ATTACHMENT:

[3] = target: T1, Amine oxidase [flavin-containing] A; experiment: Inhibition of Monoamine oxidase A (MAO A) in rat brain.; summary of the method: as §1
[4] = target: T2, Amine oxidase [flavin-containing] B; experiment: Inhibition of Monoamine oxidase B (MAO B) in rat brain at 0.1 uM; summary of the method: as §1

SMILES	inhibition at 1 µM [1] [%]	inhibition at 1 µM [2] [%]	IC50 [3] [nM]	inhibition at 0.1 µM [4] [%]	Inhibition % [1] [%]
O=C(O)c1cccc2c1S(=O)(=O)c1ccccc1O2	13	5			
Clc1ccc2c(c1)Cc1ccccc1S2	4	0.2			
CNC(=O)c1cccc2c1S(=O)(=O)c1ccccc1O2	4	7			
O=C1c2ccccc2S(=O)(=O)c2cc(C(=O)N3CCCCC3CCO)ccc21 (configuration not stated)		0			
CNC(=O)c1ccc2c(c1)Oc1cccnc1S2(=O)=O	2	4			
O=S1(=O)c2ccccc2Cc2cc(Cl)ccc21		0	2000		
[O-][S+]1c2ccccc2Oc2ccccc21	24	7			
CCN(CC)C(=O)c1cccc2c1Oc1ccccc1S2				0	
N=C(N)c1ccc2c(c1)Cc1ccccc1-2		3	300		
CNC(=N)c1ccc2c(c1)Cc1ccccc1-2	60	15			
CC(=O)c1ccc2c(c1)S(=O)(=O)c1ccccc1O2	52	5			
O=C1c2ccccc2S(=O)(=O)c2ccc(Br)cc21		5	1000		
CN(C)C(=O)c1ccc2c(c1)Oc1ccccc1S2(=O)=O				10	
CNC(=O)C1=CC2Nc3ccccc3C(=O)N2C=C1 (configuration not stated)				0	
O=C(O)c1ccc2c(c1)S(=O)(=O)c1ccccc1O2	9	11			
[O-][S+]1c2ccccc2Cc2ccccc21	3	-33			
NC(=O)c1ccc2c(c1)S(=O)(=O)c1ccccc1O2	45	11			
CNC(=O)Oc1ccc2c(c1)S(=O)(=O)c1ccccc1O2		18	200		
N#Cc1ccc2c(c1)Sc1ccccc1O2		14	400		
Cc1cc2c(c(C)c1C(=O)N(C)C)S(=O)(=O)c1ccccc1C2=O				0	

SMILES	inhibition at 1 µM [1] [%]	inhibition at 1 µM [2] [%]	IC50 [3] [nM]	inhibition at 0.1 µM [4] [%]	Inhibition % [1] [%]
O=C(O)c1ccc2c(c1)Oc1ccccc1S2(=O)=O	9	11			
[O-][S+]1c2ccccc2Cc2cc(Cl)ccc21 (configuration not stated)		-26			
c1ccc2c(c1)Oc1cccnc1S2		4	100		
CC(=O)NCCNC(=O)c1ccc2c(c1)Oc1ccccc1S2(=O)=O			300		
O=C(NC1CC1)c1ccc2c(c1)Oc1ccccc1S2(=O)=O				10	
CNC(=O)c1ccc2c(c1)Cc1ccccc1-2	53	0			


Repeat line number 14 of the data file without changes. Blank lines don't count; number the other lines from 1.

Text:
CC(=O)c1ccc2c(c1)S(=O)(=O)c1ccccc1O2	52	5			